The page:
When Yohannes Tameru, 28, a structural engineer
expecting a son, decided to settle in Addis Abeba,
leaving a job that paid him 8,000 Br a month. He had
to find a house to rent, which he did, and buy
furniture to make it comfortable. This is where he
stopped with some shock and surprise.
His sister informed him that it cost her 80,000 Br
to fill her house with brand new furniture. He did
not want to splurge away so much money on new
furnishings. He decided to look for the next best
With an increasing number of people in Yohannes’s
situation, second-hand furniture stores are
mushrooming on most major streets in Addis Abeba.
One of the significant reasons for the demand boom,
according to Robel Teferede, marketing lecturer at
Unity University College, is the construction of
condominiums in Addis Abeba.
Since 2004, when the Addis Abeba Housing Development
Project Office was launched, 80,246 condominiums
have been built, out of which 63,677 have been
transferred to owners, according to data from the
Office in 2010.
“The increasing number of people living in
condominium houses has had an influence on
lifestyles, leading to a lucrative market for used
furniture,” Robel says. “People with low disposable
incomes or those who would like to save look for
materials with a smaller price.”
Alemayehu Dessalegn, 34, initially wanted to buy his
used items directly from original sellers when he
moved from his parents’ place to a condominium at
Goterra, six months ago, where he pays 1,500 Br in
rent. A retailer of Chinese garments, he bought a
sofa set and bed for 7,000 Br and 4,500 Br,
respectively, from a second-hand shop, near Meskerem
Mazoria on Debre Zeit Road.
‘‘I am not an expert, but what I bought is pretty
cheap, and I feel good when I use it,’’ he said.
Most of these stores can be identified by the piles
of old items they have inside their shops and out.
Some also have simple signs welcoming buyers and
sellers, alike. Others have proper signs with the
name and description of the business.
Evidencing the lucrative nature of the business,
some sellers of new furniture also sell used
furniture on the side.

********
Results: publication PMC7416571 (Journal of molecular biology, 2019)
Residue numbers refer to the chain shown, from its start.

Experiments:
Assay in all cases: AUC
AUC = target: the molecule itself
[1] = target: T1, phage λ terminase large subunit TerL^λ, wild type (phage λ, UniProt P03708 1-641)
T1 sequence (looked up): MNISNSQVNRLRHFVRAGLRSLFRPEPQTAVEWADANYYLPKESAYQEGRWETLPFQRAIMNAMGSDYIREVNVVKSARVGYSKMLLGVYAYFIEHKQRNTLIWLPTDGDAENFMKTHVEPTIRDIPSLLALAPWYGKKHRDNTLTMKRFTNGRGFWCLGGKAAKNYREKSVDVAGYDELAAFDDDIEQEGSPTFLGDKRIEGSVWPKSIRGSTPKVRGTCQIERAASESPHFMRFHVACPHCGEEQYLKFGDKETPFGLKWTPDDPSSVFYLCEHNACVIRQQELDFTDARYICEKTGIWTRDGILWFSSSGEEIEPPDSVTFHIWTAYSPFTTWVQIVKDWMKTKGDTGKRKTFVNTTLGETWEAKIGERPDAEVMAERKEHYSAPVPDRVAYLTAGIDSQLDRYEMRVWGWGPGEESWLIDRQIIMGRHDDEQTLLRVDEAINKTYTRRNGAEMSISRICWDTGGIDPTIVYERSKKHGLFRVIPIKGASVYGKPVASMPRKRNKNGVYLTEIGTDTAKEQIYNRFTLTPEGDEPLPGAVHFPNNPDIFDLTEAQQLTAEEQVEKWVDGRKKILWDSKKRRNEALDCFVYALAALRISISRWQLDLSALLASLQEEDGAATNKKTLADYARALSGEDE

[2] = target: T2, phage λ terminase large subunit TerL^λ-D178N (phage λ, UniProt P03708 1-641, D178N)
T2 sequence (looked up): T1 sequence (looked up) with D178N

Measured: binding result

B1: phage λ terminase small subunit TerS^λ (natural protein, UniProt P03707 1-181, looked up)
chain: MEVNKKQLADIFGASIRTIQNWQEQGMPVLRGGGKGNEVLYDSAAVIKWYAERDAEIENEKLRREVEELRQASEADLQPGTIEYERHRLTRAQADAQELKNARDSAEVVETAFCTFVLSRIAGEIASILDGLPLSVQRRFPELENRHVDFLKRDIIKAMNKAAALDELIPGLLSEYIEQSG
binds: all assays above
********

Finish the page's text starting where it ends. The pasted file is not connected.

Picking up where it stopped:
One of the many entrepreneurs that have been
attracted to the business is Seid Ziad, who moved to
Addis Abeba from Gondar, 764km north of the capital.
He opened a store eight years ago on Djibouti
Street, which runs from Haya-hulet to Tele
Medhanialem, using a capital of 10,000 Br.
The people who sell the furniture to Seid and others
like him include those leaving the country and those
who need immediate cash. The price of the furniture
depends on the quality and the estimated age.
There is never a guarantee for quality or
consistency, however. One has to be lucky enough to
get good quality material, according to some of the
customers who were seen shopping at such stores.
“It does not matter if the furniture has been used
for only a week,” he said. “It is still considered
used, and the price will be based on its durability
and the amount it costs to repair it, if necessary.”
His shop has all kinds of furniture. The calling
price for sofas is between 7,000 Br to 11,500 Br,
cabinets 3,500 Br, and computer desks 300 Br to 450
‘‘The prices are appropriate,” said a father of
four, browsing at Seid’s store, on the afternoon of
Thursday, December 22, 2011. “But, it is hard to
tell which ones are good because they sometimes
He had just been passing by, when he saw some
customers in the shop and decided to enquire about
the price of a computer table, which he wanted to
buy for his son in college.
His eyes wandered towards a sofa set, including six
baby pillows and two ottomans. It ended up selling
‘‘I have never been to a used furniture shop before,
and the prices are surprising for people visiting
for the first time. Now I know why I always see a
crowd of people at these shops,” said the man,